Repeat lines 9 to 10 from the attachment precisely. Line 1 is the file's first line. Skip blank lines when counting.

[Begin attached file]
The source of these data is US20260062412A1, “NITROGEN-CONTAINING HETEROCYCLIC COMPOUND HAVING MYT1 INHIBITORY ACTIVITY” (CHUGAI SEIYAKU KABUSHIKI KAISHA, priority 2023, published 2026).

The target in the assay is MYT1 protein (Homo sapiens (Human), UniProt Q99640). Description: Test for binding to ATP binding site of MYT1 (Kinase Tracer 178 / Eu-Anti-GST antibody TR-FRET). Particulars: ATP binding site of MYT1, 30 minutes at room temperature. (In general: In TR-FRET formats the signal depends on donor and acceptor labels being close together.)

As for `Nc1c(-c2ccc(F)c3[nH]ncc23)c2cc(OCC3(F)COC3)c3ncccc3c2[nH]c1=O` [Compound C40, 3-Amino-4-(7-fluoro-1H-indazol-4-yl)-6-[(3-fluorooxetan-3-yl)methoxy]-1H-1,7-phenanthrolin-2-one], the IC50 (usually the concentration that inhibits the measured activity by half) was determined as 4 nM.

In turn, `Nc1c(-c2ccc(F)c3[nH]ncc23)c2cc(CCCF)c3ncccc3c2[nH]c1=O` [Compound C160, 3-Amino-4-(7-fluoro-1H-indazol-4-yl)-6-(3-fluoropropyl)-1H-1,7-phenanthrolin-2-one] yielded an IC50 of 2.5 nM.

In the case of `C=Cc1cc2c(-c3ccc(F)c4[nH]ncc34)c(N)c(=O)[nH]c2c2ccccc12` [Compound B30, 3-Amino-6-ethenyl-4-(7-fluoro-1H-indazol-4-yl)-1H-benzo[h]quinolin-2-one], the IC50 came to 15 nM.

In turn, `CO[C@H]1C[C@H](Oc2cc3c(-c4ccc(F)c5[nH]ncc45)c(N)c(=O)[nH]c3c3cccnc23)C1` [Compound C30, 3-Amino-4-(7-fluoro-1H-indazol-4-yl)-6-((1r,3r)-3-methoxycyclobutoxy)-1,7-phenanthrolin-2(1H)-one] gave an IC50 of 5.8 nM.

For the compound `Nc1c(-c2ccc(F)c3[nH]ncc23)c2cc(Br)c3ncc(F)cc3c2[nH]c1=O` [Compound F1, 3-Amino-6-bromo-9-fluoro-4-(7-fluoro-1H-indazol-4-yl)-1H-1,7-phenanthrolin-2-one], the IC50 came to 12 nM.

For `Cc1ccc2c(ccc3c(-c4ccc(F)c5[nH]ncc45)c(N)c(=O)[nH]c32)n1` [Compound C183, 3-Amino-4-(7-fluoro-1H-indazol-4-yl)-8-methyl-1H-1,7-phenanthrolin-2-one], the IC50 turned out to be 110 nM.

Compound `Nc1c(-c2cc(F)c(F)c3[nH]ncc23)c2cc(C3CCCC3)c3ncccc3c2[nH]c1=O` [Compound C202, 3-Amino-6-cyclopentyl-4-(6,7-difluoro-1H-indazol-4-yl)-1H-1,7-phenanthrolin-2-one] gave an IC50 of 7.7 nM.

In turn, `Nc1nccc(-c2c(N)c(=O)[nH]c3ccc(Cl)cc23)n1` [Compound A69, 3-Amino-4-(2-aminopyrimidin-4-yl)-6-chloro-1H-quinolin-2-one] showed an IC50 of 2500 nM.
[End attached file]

Compound `Nc1c(-c2cc(F)c(F)c3[nH]ncc23)c2cc(C3CCCC3)c3ncccc3c2[nH]c1=O` [Compound C202, 3-Amino-6-cyclopentyl-4-(6,7-difluoro-1H-indazol-4-yl)-1H-1,7-phenanthrolin-2-one] gave an IC50 of 7.7 nM.

In turn, `Nc1nccc(-c2c(N)c(=O)[nH]c3ccc(Cl)cc23)n1` [Compound A69, 3-Amino-4-(2-aminopyrimidin-4-yl)-6-chloro-1H-quinolin-2-one] showed an IC50 of 2500 nM.